Oomingmak

Past and Present Members of the Co-Op_Photo Credit Chris Arend





The members of the Co-Op are Alaskan Native men and women who live in the remote villages of Alaska. The opportunity to knit the beautiful Qiviut items by hand allows them to earn a supplementary income to enhance their mostly subsistence lifestyle. The location of the remote villages makes it extremely expensive to start businesses and maintain a profit margin. Because of this, there is a lack of available jobs for most local people, and many people end up leaving the villages to get a job that provides an income sufficient to sustain a family.

For a yearly, nominal membership fee, the qiviut yarn is sent to artists from the Co-Op headquarters in Anchorage. The members knit at their own pace, in their own homes; with no pressure from quotas or time limits for completion. Payment is per piece, paid out to the knitter the next day and a profit sharing at the year's end. 

QIVIUT: Qiviut (pronounced KI-VEE-UTE) is the Yupik word meaning down or underwool. In the spring the musk ox will naturally shed their qiviut, allowing them to cool off in the warm summer weather. People in areas where the musk ox are wild will find qiviut on the ground or in bushes from musk ox rubbing up against the trees while they are eating. Qiviut is very rare and one of the finest fibers in the world, comparing favorably with Cashmere and Vicuna. Qiviut has no barbs and does not scratch, or shrink like most wools because it is a hair rather than a wool. 

Subsistence: Most of the members of the Co-Operative are Yupik; they live in the Yukon - Kuskokwim Delta. Many of the villages are small and quite isolated. The only way to travel to these areas is by air; a ticket to Anchorage from most of these remote villages costs more than a ticket from Anchorage to Seattle. Since there are no roads, all their supplies must be transported in the summer by barge or flown in during the rest of the year. Village cost of heating fuel, electricity, groceries, etc. are many times higher than in Anchorage. 

People living in these remote villages have kept many of their traditions. They hunt and fish for a good part of their food, also gathering edible plants and berries, preserving them so they can be used year-round. Many speak their Native languages and follow their Native traditions such as arts, crafts, dancing and songs. In many areas these traditions were discouraged by the early missionaries and were in great danger of disappearing. Now there is renewed interest in their Native languages and traditions. The Alaskan Native people have always tried to live in harmony with their surroundings. Their environment is part of who they are.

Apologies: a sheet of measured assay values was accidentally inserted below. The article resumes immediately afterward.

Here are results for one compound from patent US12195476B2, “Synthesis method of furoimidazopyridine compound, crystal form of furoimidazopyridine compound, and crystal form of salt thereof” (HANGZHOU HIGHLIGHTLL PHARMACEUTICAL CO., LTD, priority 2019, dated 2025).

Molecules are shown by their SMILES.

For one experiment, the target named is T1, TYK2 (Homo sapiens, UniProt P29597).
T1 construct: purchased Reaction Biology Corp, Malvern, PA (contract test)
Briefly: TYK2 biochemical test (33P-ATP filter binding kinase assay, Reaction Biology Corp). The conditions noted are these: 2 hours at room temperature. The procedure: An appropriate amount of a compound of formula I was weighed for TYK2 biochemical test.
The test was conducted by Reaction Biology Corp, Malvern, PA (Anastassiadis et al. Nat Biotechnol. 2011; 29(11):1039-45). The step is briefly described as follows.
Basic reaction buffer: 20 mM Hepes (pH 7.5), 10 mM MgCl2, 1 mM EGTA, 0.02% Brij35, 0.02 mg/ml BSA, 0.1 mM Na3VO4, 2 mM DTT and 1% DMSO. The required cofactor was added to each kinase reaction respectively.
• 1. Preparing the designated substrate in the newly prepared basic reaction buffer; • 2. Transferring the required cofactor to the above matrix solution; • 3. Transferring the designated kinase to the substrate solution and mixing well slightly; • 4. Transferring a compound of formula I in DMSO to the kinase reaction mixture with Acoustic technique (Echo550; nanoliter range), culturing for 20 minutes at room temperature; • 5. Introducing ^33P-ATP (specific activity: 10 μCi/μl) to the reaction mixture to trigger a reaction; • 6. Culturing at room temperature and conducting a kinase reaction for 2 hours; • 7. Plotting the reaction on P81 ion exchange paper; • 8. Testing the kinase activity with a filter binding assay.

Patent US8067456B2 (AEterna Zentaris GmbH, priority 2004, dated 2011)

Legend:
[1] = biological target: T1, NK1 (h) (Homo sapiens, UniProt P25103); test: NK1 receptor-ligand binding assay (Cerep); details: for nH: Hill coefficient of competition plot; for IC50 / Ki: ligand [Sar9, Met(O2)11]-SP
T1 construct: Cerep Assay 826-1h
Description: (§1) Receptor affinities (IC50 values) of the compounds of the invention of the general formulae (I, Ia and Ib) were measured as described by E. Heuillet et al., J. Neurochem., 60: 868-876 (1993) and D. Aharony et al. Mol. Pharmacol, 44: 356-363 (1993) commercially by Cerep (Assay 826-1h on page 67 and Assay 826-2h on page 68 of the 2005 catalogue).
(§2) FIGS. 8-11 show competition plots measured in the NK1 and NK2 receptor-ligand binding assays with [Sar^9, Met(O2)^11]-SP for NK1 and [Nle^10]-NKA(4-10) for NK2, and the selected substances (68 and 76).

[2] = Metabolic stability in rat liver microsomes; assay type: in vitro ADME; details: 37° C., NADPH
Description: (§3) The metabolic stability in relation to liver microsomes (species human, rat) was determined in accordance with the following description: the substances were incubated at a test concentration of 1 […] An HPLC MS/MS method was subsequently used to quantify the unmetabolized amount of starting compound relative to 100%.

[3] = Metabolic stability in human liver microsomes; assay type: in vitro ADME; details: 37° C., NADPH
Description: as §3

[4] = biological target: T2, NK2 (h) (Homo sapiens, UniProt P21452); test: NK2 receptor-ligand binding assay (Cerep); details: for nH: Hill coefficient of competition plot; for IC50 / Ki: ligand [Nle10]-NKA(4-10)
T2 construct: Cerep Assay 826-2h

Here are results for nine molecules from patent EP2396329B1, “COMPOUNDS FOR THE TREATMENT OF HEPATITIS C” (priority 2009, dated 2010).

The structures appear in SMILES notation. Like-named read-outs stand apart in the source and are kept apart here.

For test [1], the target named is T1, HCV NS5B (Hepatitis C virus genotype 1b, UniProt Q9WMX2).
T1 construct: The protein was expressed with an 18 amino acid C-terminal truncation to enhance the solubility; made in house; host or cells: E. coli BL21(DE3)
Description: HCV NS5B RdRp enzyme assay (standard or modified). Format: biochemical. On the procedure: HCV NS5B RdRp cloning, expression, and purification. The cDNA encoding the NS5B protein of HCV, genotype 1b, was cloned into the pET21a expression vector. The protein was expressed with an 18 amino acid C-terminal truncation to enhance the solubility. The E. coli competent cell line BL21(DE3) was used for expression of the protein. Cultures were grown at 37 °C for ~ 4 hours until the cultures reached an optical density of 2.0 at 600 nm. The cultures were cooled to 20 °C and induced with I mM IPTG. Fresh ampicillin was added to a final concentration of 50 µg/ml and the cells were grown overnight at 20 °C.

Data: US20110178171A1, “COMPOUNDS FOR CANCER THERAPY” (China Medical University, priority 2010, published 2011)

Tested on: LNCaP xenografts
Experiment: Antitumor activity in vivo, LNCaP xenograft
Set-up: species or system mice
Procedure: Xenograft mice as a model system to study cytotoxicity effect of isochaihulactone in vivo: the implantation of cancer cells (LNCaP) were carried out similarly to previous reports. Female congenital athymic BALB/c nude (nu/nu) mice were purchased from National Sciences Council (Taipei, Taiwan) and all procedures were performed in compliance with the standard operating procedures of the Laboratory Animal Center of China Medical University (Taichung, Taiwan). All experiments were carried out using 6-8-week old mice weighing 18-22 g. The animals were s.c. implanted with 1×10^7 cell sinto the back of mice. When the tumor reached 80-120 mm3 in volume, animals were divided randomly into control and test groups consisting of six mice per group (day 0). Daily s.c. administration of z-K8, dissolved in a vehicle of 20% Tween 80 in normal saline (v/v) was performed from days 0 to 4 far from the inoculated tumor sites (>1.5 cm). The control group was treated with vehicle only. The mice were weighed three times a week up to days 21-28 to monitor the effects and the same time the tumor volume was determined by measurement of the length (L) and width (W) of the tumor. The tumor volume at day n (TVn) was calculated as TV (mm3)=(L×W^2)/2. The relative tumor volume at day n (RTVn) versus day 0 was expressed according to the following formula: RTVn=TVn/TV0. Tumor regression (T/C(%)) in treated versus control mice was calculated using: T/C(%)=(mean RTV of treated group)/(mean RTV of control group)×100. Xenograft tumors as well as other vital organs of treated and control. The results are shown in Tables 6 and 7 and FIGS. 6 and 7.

The Musk Ox: The Musk ox is a truly Arctic animal who survived the Ice Age. Their body is compact to conserve heat and their long guard hair protects them from weather, wind and mosquitoes. They are well adapted to the cold. To survive the harsh Arctic winter temperatures musk ox, grow a thick layer of Qiviut (pronounced KI-VEE-UTE) over their entire body; this fine under wool is shed naturally each spring when it is no longer needed. “Oomingmak” Musk Ox Producers Co-Operative purchases qiviut from sources throughout the state of Alaska and has it spun into yarn. It can take multiple years for the Co-Op to buy enough raw fiber to meet a spinning mills minimum weight requirement. Contrary to popular belief the musk ox has no musk glands and are not closely related to the ox but are much closer to the goat family. Musk oxen are also much smaller than most people imagine, a male stands about 4 to 5 feet at the shoulder, and weighs between 600 and 1000 pounds, whereas the females are shorter and weigh between 400 and 600 pounds. The majority of musk oxen in Alaska are wild, located on Nunivak Island, Nelson Island, Seward Peninsula and the North Slope. There are also captive musk oxen located in Fairbanks, Palmer and Portage.

Musk Ox

Musk Ox

History of the Co-Op: In the early 1950s John J. Teal Jr. started to domesticate the musk ox on his farm in Vermont. His goal was to see if the fiber, Qiviut, from the prehistoric animal could be used to enhance the lives of the Alaskan Native people in villages where few job opportunities are available. From Vermont, he then captured musk ox in Alaska to start a herd for qiviut production and eventual domestication. In 1969, “Oomingmak” Musk Ox Producers’ Co-Op was formed and originated the production of Qiviut items for the benefit of the Native people of the Arctic. The first workshop was held in Mekoryuk, where our original 25 members knit a pattern based on a carved harpoon head. From Mekoryuk, the Co-Op has held workshops in 23 other remote areas, where many of the patterns are designed after traditional arts and artifacts representing the culture of the people.

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